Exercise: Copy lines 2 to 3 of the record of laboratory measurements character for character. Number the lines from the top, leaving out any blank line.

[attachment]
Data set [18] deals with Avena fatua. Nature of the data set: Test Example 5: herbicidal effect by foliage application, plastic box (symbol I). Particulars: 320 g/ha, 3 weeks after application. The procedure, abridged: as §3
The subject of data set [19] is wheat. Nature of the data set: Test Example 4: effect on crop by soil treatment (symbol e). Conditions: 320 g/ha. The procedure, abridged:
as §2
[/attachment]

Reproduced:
The subject of data set [19] is wheat. Nature of the data set: Test Example 4: effect on crop by soil treatment (symbol e). Conditions: 320 g/ha. The procedure, abridged:
as §2